Geingob’s Will Revealed

President Hage Geingob’s will provides insights into how the statesman distributed his wealth to his four children and family.

His assets include a farm, a private villa called Casa Rosalia, N$5 million in an investment with PointBreak’s money market and a government-funded Swakopmund retirement house that is said to have been given to his wife.

Geingob’s three-page will, which has been filed with the Office of the Master of the High Court, was made in December 2014 – two months before he married Monica Geingos (née Kalondo).

In 2015, Geingob publicly declared his assets, which put his combined wealth at the time at more than N$50 million. It is unclear if his wealth increased as most assets appear to have been moved into the family trust.

The will states that Geingob’s private residence in Windhoek, Casa Rosalia, his shareholding in the company Hada Loha, which owns his farm outside Grootfontein, as well as his animals and equipment will go to his family trust.

Geingob died on 4 February after losing a battle against cancer.

“I bequeath the following assets to the Dr Hage G Geingob Family Trust: My immovable property known as plot Casa Rosalia; my shareholding and loan accounts in Hada Loha; my livestock and all tools, equipment and implements on my farm,” the will reads.

The rest of his possessions will be split between four of his children Nangula (20%), Oshoveli (20%), Dangos (30%) and his namesake Hage, known as Junior (30%).

President Geingob’s eldest child, Mangaliso Fernandez, and widow Monica are not mentioned in the will.

However, The Namibian understands that Geingos was given a Swakopmund property that forms part of Geingob’s retirement package.

Former president Hifikepunye Pohamba also received a N$35 million retirement mansion when he stepped down from office in 2015.

The president’s former head of security, Johan Ndjaronguru, will take Geingob’s position in the family trust.

“In terms of the powers allocated to me in the trust deed of the Dr Hage G Geingob Family Trust, I appoint John Ndjaronguru in my stead,” his will reads.

During her husband’s memorial service, Geingos said the president had his affairs in order before he died.

“Because he spoke to us so often about his preferences regarding his legacy and expectations from us as his immediate family, it was easy to reach a consensus on key decisions,” she said.

She advised Namibians to update their wills and speak to their families about their preferences should death knock unexpectedly.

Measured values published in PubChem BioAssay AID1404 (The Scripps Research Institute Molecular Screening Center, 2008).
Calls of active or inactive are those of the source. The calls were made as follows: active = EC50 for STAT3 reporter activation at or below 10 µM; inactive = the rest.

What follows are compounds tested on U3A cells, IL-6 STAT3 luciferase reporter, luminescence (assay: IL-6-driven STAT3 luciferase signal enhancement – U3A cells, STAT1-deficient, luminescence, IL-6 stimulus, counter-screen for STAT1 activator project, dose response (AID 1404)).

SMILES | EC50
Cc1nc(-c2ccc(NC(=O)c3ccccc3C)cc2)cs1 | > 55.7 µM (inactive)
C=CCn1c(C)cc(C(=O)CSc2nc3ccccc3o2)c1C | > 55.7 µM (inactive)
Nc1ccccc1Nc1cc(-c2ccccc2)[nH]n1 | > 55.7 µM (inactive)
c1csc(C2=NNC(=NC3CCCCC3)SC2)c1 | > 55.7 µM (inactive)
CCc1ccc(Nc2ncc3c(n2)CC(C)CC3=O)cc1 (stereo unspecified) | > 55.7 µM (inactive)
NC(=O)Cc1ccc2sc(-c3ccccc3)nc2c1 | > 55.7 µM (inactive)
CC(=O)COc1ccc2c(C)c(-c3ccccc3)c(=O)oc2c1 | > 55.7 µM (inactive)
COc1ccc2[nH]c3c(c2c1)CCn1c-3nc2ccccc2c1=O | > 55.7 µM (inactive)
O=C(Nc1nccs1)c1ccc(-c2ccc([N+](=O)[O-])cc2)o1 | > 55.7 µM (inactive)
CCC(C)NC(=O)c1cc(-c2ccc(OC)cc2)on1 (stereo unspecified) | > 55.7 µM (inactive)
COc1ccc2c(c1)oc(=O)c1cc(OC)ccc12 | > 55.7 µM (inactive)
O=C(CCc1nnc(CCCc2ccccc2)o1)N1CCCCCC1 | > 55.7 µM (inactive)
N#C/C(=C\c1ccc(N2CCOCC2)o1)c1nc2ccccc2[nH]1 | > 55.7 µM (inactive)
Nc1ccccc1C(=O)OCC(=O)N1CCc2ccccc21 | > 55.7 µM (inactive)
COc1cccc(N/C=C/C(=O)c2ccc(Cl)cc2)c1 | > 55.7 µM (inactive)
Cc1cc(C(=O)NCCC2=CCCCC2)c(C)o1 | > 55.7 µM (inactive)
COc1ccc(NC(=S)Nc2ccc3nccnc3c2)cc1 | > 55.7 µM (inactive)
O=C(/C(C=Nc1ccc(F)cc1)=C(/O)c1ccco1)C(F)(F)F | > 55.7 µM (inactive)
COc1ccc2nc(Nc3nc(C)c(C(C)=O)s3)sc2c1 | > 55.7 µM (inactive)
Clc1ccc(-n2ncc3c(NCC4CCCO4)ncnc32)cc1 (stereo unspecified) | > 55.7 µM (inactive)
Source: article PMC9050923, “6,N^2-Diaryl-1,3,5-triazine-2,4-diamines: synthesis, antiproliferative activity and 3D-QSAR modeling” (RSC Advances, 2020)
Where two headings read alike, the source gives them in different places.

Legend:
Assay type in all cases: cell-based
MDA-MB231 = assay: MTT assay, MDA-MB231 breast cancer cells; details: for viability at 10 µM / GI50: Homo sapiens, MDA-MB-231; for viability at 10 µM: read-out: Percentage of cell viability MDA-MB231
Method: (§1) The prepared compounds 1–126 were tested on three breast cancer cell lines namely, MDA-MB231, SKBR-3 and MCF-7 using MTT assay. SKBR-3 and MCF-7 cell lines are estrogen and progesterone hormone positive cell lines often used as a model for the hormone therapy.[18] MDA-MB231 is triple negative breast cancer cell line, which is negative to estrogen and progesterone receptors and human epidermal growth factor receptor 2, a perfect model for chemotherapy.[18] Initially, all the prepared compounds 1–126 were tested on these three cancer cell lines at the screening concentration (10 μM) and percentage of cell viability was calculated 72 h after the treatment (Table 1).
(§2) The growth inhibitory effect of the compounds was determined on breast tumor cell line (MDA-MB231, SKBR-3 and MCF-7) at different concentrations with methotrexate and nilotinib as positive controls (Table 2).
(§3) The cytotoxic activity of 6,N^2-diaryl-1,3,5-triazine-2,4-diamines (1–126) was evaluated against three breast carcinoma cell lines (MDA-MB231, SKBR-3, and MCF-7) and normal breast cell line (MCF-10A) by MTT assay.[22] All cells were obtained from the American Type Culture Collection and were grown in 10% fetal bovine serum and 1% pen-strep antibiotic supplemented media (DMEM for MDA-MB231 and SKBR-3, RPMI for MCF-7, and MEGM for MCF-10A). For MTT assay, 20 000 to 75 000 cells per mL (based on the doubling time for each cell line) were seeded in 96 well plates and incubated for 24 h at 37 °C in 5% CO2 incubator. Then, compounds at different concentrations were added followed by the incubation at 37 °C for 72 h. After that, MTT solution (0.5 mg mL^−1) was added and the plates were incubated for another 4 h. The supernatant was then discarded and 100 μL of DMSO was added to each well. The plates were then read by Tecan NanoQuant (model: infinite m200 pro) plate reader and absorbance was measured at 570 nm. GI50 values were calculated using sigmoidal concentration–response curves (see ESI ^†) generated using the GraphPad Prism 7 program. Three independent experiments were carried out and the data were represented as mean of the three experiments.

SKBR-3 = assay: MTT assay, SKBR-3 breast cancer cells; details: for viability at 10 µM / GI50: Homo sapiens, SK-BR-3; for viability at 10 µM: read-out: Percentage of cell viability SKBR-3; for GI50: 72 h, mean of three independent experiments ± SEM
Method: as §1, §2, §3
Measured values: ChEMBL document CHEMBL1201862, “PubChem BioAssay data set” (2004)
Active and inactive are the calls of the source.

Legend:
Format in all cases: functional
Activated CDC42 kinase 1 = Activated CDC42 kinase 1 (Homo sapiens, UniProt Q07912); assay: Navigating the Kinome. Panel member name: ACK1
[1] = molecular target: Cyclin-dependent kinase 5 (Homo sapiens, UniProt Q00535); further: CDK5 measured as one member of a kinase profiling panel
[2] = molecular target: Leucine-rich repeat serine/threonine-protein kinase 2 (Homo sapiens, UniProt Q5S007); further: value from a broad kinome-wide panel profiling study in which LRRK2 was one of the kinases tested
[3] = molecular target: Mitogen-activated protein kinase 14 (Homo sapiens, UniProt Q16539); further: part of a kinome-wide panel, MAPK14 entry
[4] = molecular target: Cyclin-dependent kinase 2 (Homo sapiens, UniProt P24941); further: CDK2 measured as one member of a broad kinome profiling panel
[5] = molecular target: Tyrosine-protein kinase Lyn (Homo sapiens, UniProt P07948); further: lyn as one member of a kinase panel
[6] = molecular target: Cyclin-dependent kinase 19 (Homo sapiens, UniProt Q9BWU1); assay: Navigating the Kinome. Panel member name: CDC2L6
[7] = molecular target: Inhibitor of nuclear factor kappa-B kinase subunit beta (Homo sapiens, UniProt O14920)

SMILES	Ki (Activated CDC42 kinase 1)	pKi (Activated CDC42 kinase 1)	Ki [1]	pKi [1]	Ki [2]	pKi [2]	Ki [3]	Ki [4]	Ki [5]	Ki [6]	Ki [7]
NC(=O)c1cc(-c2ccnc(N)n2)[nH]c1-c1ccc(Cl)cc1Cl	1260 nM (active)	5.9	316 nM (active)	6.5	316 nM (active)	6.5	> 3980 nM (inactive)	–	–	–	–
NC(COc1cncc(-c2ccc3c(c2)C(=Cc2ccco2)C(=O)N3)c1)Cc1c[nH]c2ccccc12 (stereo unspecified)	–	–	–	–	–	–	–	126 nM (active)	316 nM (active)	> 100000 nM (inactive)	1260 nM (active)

“Funeral arrangements and decisions surrounding them are made by people who are all grieving, and relationships can be tested,” Geingos said.


Geingob’s family trust owns a 20% shareholding in the controversial African Sunrise Investment Pty Ltd, which he used to co-own with Jack Huang. African Sunrise Investment is a real estate company which aims to build a township east of Windhoek.

In 2017, Geingob distanced himself from the company, saying he had sold the shares, however, his family remains the shareholders.

In 2015, Geingob indicated in his asset declaration that the estimated value of his villa (Casa Rosalia) on the outskirts of Windhoek is between N$8 million and N$10 million.

At the same time, Geingob was in the process of becoming the sole owner of Hada Loha Investments, the entity which owns his farm. It was then estimated to be worth N$4 million.

Geingob appointed Pointbreak Trust and Estates as executors of his will.

“I direct that my executors shall specifically be allowed to render financial services in their professional capacity and in line with their normal business, in addition to their duties as executors and in connection with any matter arising from or relating to my estate,” Geingob wrote in his will.

Recently, Pointbreak published a notice to creditors in a local newspaper on lodging any claims they may have.

“The president, who resided in Windhoek, Namibia, married out of the community of property. All persons having claims against abovementioned estate are called upon to lodge their claims with the undersigned within 30 days from the date of publication hereof,” the advertisement reads.

Geingob further stated that his children’s partners will have no claim on their portion of the will proceeds.

During his 2015 declaration, Geingob noted that he had three luxury vehicles with a combined value of N$1 million and 150 cattle worth N$66 400, while his household goods are estimated to be worth N$2 million.

At that time, his biggest liability was a revolving home loan of N$6,5 million that his family trust has with Nedbank.

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